Sleep or exercise: Which is more important to kids’ health?

Both sleep and physical activity are vital to kids’ development – but when competing life demands put a squeeze on their time, should you prioritise one over the other?

More quality sleep and physical activity – and less time sitting in front of a screen – can boost the physical and mental health of children, says new research.

The University of South Australia study of 1179 children aged 11 and 12 looked at sleep and exercise “trade-offs” over a 24-hour period.

And its findings offer some insights into how busy families can make the most children’s time to help them stay fit and well.

“There are many competing time demands in modern families – whether it’s after-school soccer, music lessons or simply walking the family dog,” reports lead researcher Dr Dot Dumuid.

“Finding the time to fit everything into a single day can be a challenge.

“With so many competing priorities and commitments, it’s helpful to know which activities deliver the greatest ‘bang for your buck’.”

Sleep, exercise and sitting down

The study calculated how much sleep, exercise and sitting time deliver equivalent physical and mental health benefits to children.

It found activity is important and efficient for staying physically healthy, with an extra 17 minutes of moderate to vigorous physical exercise achieving a 7.4 reduction in body mass index (BMI).

But sleeping an extra 52 minutes or reducing sitting time by 56 minutes a day achieved the same result.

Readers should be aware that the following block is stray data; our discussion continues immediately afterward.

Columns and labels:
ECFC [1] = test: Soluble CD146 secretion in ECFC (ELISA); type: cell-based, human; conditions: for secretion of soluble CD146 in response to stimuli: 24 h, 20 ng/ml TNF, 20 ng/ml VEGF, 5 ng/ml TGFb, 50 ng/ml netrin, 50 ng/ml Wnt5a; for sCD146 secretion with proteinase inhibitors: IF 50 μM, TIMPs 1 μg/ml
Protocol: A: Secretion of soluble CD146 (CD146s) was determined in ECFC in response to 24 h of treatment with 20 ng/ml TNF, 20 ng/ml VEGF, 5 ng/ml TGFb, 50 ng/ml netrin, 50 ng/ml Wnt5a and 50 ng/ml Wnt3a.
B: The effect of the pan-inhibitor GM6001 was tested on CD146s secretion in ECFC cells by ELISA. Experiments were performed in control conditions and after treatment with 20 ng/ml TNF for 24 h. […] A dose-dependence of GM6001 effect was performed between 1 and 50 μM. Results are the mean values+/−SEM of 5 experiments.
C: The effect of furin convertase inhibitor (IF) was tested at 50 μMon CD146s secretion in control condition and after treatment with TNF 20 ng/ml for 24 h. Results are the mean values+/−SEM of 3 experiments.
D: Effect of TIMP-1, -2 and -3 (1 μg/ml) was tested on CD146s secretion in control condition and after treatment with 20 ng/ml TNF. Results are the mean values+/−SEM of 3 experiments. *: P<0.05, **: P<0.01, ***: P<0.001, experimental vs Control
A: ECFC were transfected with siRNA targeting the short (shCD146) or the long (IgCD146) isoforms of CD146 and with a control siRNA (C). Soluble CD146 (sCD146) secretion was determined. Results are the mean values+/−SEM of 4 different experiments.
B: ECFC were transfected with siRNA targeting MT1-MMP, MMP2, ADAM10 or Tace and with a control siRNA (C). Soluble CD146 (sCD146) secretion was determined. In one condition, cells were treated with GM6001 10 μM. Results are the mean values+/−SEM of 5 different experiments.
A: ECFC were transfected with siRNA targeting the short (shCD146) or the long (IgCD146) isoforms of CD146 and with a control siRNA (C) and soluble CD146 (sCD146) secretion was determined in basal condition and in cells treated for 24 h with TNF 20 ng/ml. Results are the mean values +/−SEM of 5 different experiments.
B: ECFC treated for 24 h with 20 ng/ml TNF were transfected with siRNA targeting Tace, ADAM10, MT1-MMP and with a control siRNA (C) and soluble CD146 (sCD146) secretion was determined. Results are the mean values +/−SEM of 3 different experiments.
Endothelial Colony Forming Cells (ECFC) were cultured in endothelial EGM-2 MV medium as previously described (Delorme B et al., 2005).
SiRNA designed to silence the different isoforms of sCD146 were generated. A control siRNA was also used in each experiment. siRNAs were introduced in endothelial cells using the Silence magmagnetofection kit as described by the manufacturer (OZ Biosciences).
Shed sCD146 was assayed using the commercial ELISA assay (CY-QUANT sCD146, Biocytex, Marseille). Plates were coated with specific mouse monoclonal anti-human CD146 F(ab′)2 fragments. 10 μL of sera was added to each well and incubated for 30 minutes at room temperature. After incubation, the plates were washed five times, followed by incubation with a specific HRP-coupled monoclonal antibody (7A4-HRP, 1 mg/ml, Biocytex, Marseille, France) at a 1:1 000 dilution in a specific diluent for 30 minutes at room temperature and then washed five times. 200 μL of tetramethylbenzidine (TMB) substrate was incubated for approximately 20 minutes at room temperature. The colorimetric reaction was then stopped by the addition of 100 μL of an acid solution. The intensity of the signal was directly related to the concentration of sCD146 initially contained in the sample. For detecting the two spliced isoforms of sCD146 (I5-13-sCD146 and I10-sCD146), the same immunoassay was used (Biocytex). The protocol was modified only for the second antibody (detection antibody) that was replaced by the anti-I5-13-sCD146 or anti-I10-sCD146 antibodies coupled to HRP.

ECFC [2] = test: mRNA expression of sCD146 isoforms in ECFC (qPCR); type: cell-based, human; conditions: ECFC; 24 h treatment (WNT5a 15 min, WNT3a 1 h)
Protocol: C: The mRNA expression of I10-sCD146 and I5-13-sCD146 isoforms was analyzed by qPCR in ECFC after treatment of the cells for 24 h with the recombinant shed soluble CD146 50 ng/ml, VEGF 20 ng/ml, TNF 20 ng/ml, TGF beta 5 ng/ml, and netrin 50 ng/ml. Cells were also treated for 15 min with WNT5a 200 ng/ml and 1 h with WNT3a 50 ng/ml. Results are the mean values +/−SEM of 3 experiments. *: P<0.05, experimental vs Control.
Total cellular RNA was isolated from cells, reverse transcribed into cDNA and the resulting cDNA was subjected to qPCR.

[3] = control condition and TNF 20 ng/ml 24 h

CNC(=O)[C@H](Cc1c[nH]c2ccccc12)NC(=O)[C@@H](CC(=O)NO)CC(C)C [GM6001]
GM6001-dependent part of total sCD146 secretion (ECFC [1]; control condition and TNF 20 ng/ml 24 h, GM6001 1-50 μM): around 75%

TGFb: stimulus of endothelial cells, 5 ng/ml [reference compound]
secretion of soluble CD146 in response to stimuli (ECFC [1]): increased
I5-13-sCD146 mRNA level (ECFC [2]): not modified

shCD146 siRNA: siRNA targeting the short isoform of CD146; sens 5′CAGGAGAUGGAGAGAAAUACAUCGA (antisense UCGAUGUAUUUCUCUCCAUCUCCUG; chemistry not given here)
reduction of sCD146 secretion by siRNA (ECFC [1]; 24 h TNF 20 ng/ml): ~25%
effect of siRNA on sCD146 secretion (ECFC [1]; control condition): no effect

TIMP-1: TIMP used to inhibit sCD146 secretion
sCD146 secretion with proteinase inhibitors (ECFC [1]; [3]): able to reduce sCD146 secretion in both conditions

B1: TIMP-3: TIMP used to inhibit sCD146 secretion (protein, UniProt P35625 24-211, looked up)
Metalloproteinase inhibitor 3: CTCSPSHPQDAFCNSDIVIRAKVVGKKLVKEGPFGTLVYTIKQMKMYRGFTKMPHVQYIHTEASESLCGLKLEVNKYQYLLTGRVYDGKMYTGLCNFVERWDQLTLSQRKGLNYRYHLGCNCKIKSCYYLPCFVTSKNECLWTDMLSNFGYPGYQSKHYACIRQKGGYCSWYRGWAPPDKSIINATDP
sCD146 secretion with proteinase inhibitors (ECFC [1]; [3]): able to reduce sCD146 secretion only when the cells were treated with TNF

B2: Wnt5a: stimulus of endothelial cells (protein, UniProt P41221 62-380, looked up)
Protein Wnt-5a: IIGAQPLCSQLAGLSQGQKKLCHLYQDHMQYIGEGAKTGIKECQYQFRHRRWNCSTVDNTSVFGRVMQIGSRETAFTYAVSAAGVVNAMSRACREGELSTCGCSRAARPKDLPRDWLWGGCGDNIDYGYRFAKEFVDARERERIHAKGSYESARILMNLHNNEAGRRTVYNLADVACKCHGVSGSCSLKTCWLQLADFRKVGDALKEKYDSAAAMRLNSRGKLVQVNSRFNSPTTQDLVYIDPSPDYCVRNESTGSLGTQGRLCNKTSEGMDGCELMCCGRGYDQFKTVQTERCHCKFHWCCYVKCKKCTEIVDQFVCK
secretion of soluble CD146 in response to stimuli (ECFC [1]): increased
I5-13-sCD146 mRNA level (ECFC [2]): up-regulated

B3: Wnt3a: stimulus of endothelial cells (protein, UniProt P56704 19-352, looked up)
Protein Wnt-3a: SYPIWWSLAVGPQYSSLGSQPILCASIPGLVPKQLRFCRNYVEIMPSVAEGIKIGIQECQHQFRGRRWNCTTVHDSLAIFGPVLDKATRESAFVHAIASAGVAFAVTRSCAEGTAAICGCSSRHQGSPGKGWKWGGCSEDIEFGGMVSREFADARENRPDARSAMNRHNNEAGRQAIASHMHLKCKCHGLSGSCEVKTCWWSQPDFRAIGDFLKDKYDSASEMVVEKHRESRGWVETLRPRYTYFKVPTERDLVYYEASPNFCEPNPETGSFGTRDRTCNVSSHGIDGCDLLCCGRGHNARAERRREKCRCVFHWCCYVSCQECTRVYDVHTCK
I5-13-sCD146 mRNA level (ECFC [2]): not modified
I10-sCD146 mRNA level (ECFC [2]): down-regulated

Similarly, children can boost their mental health by exercising for 35 minutes more a day, sleeping an extra 68 minutes, or reducing sitting time by 54 minutes.

The takeout? Exercise is the quickest way and most effective way to boost kids’ physical and mental health – but it’s not the only way.

“For families with very little available time, small increases in moderate-to-vigorous exercise could be an option to improve children’s health and wellbeing; alternatively an earlier night could equally deliver the same health benefits – importantly, it’s the flexibility that these findings offer that make them so valuable,” Dr Dumuid says.

How to find the right sleep v exercise formula for your kids acting executive director Dr Naomi Hackworth says balance is key for young minds and bodies.

“Sleep restores children physically, helps them learn and remember things and boosts immunity,” Dr Hackworth says.

“Parents can support their children by helping them to establish a good bedtime routine, minimising sugary or caffeinated food or drinks and switching off screens at least an hour before bedtime.

“Physical activity is also vital for a child’s health, wellbeing and development. It strengthens bones, muscles, heart and lungs, helps children remain a healthy weight and helps them to concentrate, learn, relax and sleep better.

“Parents can help children by being physically active too, and by playing sport or going outdoors together or building activity into daily routines by walking or biking to school.”

How much sleep, exercise and screen time should kids get each day?

The Department of Health recommends the following guidelines for children:

Toddlers aged 1 to 2

  • Three hours of physical activity.
  • No screen time under the age of two years, and one hour a day for kids aged 2-5.
  • 11 to 14 hours of sleep, including naps.

Preschoolers aged 3 to 5

  • Three hours of physical activity including one hour of energetic play.
  • One hour of screen time.
  • 10 to 13 hours of sleep.

Children aged 5 to 17

  • One hour of moderate to vigorous physical activity, with vigorous activity at least three days a week. For example, football, basketball, dancing, bike riding. Include muscle and bone strengthening activities three days a week. Plus daily light physical exercise such as walking to school or household chores.
  • Two hours of screen time.
  • 11 hours of sleep for 5 to 13 year olds. Eight to 10 hours of sleep for kids aged 14 to 17.

Written by Sarah Marinos.